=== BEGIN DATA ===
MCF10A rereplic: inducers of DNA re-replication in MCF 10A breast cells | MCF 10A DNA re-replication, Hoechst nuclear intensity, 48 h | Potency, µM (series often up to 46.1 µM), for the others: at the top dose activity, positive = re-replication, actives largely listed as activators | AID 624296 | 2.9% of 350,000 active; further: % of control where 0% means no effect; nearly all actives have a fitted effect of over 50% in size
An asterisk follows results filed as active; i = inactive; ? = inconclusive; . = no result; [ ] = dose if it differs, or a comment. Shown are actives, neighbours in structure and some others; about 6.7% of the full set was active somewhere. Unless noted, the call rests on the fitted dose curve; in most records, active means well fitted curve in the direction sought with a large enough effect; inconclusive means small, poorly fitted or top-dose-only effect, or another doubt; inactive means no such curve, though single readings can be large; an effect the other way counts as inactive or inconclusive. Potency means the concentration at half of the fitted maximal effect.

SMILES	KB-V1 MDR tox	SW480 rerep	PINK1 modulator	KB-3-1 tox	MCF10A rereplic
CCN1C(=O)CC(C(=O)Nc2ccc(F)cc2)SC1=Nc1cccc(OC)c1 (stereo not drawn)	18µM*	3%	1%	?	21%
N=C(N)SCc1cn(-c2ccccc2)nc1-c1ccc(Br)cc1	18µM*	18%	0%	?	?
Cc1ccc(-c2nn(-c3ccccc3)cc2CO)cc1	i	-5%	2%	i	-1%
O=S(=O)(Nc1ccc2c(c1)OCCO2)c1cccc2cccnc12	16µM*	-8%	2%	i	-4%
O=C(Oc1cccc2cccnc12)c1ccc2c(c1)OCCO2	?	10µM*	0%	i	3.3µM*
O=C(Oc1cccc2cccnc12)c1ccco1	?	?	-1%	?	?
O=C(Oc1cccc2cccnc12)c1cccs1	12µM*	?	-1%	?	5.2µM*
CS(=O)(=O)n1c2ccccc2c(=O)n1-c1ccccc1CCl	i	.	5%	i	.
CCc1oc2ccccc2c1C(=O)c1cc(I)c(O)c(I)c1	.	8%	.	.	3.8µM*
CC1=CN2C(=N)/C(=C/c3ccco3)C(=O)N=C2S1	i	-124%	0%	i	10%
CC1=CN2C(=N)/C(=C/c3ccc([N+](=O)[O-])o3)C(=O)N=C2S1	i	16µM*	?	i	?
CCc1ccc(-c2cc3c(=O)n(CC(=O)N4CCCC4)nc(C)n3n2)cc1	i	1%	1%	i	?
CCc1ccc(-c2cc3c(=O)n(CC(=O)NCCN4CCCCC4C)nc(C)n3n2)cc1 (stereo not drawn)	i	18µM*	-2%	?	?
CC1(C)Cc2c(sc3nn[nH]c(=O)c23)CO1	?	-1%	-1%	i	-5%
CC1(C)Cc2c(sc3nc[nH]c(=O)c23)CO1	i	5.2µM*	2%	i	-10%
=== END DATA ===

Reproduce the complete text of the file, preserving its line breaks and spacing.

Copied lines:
MCF10A rereplic: inducers of DNA re-replication in MCF 10A breast cells | MCF 10A DNA re-replication, Hoechst nuclear intensity, 48 h | Potency, µM (series often up to 46.1 µM), for the others: at the top dose activity, positive = re-replication, actives largely listed as activators | AID 624296 | 2.9% of 350,000 active; further: % of control where 0% means no effect; nearly all actives have a fitted effect of over 50% in size
An asterisk follows results filed as active; i = inactive; ? = inconclusive; . = no result; [ ] = dose if it differs, or a comment. Shown are actives, neighbours in structure and some others; about 6.7% of the full set was active somewhere. Unless noted, the call rests on the fitted dose curve; in most records, active means well fitted curve in the direction sought with a large enough effect; inconclusive means small, poorly fitted or top-dose-only effect, or another doubt; inactive means no such curve, though single readings can be large; an effect the other way counts as inactive or inconclusive. Potency means the concentration at half of the fitted maximal effect.

SMILES	KB-V1 MDR tox	SW480 rerep	PINK1 modulator	KB-3-1 tox	MCF10A rereplic
CCN1C(=O)CC(C(=O)Nc2ccc(F)cc2)SC1=Nc1cccc(OC)c1 (stereo not drawn)	18µM*	3%	1%	?	21%
N=C(N)SCc1cn(-c2ccccc2)nc1-c1ccc(Br)cc1	18µM*	18%	0%	?	?
Cc1ccc(-c2nn(-c3ccccc3)cc2CO)cc1	i	-5%	2%	i	-1%
O=S(=O)(Nc1ccc2c(c1)OCCO2)c1cccc2cccnc12	16µM*	-8%	2%	i	-4%
O=C(Oc1cccc2cccnc12)c1ccc2c(c1)OCCO2	?	10µM*	0%	i	3.3µM*
O=C(Oc1cccc2cccnc12)c1ccco1	?	?	-1%	?	?
O=C(Oc1cccc2cccnc12)c1cccs1	12µM*	?	-1%	?	5.2µM*
CS(=O)(=O)n1c2ccccc2c(=O)n1-c1ccccc1CCl	i	.	5%	i	.
CCc1oc2ccccc2c1C(=O)c1cc(I)c(O)c(I)c1	.	8%	.	.	3.8µM*
CC1=CN2C(=N)/C(=C/c3ccco3)C(=O)N=C2S1	i	-124%	0%	i	10%
CC1=CN2C(=N)/C(=C/c3ccc([N+](=O)[O-])o3)C(=O)N=C2S1	i	16µM*	?	i	?
CCc1ccc(-c2cc3c(=O)n(CC(=O)N4CCCC4)nc(C)n3n2)cc1	i	1%	1%	i	?
CCc1ccc(-c2cc3c(=O)n(CC(=O)NCCN4CCCCC4C)nc(C)n3n2)cc1 (stereo not drawn)	i	18µM*	-2%	?	?
CC1(C)Cc2c(sc3nn[nH]c(=O)c23)CO1	?	-1%	-1%	i	-5%
CC1(C)Cc2c(sc3nc[nH]c(=O)c23)CO1	i	5.2µM*	2%	i	-10%